Topic: Government and Politics

More Property Rights Shenanigans on the West Coast

Cato recently filed an amicus brief urging the Supreme Court to review a Ninth Circuit decision that tramples on property rights.  (See also this oped I co-authored with co-counsel.)

Well, tomorrow the Ninth Circuit hears another case involving property rights violations, and this time the plaintiffs, in exchange for a building permit, were forced to give up their right to vote. Arguing for the beleaguered property-owners will be none other than Cato adjunct scholar Tim Sandefur.  You can read more about the case in Tim’s own blogpost on PLF’s site.

Here’s the basic principle with these cases: just as the government can’t take your property (for public use) without just compensation, it can’t attach arbitrary regulations and fees.  After all, if you own an acre of land and the government tells you you can’t do anything on it – be it run around or drain puddles or build – it might as well have “taken” it by eminent domain.  And if it says you can do these things only if you give up some other entitlement you have – not necessarily money, but, say, the right to put up signs criticizing the local government – it has imposed an unconstitutional condition on your enjoyment of your property.

Amazing Coincidences

The coincidences that occur in Washington, D.C. are truly extraordinary.  According to the Washington Post:

The headquarters of Murtech, in a low-slung, bland building in a Glen Burnie business park, has its blinds drawn tight and few signs of life. On several days of visits, a handful of cars sit in the parking lot, and no trucks arrive at the 10 loading bays at the back of the building.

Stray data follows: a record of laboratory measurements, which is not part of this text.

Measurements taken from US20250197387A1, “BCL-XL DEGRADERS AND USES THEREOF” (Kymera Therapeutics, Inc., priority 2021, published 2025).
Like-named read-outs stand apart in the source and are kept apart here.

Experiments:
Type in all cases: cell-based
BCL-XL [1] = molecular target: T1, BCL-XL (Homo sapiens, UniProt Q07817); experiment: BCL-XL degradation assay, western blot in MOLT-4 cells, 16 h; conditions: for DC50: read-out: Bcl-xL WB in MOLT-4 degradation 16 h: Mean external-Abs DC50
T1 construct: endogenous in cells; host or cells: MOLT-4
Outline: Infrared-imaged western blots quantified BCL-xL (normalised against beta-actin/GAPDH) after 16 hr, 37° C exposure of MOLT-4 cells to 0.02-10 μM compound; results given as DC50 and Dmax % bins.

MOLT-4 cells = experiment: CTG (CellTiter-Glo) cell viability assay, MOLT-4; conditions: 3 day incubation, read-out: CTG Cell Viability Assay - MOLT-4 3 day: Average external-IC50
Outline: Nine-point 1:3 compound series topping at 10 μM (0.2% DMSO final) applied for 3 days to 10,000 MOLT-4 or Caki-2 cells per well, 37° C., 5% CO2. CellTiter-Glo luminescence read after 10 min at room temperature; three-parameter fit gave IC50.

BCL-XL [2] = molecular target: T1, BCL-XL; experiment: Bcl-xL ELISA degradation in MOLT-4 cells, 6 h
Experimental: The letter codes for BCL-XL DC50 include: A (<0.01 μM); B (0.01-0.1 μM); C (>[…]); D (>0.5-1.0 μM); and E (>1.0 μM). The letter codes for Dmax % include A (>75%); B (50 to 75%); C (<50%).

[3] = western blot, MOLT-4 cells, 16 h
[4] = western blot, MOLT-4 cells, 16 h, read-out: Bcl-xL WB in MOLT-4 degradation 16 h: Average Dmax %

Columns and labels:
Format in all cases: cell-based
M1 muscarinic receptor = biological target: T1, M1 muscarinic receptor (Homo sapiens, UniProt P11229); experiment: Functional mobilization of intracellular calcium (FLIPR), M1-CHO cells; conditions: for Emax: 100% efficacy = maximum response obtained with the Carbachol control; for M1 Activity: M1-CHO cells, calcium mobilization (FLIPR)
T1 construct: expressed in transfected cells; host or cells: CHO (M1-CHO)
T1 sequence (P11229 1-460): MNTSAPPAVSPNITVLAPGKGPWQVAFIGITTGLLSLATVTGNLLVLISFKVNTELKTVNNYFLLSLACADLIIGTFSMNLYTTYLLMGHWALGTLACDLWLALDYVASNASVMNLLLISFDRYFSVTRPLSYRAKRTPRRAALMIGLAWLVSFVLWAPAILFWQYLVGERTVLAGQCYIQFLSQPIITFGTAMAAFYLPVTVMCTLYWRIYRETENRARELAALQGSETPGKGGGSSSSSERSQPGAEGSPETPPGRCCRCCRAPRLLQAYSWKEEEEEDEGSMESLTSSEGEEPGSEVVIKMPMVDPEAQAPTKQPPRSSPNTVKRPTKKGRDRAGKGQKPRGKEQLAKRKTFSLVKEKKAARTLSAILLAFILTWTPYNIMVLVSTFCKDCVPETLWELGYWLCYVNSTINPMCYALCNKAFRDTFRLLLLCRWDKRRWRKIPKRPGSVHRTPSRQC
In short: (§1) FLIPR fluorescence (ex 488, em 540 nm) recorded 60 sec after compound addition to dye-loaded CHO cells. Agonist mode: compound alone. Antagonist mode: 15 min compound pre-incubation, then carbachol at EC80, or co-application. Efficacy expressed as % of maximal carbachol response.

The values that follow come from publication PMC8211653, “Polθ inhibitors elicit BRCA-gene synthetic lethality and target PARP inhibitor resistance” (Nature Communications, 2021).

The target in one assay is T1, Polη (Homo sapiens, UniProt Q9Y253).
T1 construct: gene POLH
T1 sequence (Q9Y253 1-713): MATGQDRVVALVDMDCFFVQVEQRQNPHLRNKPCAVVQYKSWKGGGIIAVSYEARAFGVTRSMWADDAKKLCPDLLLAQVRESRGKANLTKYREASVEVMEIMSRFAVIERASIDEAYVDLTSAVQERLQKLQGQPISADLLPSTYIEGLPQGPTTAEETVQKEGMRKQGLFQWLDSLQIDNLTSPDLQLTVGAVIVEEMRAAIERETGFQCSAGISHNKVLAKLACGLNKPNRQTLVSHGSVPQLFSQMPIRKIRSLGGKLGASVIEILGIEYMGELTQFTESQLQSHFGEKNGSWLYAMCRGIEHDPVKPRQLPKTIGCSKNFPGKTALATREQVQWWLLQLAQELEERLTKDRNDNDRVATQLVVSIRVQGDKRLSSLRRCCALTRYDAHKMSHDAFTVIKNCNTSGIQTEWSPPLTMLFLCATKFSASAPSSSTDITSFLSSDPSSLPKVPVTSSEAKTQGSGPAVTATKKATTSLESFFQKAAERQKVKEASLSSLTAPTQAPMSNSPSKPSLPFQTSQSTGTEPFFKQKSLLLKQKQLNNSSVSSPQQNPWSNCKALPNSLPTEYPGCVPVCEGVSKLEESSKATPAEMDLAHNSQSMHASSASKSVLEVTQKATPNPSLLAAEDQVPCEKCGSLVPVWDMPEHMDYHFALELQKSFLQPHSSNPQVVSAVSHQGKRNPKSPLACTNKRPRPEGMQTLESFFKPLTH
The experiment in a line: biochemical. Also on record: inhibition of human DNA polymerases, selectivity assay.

Yet last year, Murtech received $4 million in Pentagon work, all of it without competition, for a variety of warehousing and engineering services. With its long corridor of sparsely occupied offices and an unmanned reception area, Murtech’s most striking feature is its owner – Robert C. Murtha Jr., 49. He is the nephew of Rep. John P. Murtha, the Pennsylvania Democrat who has significant sway over the Defense Department’s spending as chairman of the House Appropriations defense subcommittee.

Robert Murtha said he is not at liberty to discuss in detail what his company does, but for four years it has subsisted on defense contracts, according to records and interviews. He said Murtech’s 17 employees “provide necessary logistical support” to Pentagon testing programs that focus on detecting chemical, biological, radiological and nuclear threats, “and that’s about as far as I feel comfortable going.” Giving more details could provide important clues to terrorist plotters, he said.

Murtha said he does not advertise being the nephew of John Murtha and considers it “unfortunate” that some will unfairly assume Murtech received its federal contracts because of his uncle’s influence at the Pentagon.

“If we’re not doing our job well, we wouldn’t be doing our job,” he said. “I’m successful at the work I do because of the skill sets I have… . You don’t know how good someone is unless you work with them.”

A spokesman at Murtha’s office did not return calls seeking comment. The lawmaker, a former Marine, has said in the past that he is proud of his family’s service to the military and the government.

Over the years, John Murtha has proudly claimed credit for using his Appropriations Committee seat to steer hundreds of millions in Pentagon work to companies in his district, many of them fledgling enterprises run by campaign contributors. His influence also may be seen in the military improvements at the Johnstown airport that bears his name. The little-used commuter airport doubles as a wartime preparedness facility for the Pentagon after $30 million in improvements.

Murtha’s power has had beneficial effects within his family. His brother, Robert C. “Kit” Murtha, built a longtime lobbying practice around clients seeking defense funds through the Appropriations Committee and became one of the top members of KSA, a lobbying firm whose contractor clients often received multimillion-dollar earmarks directed through the committee chairman.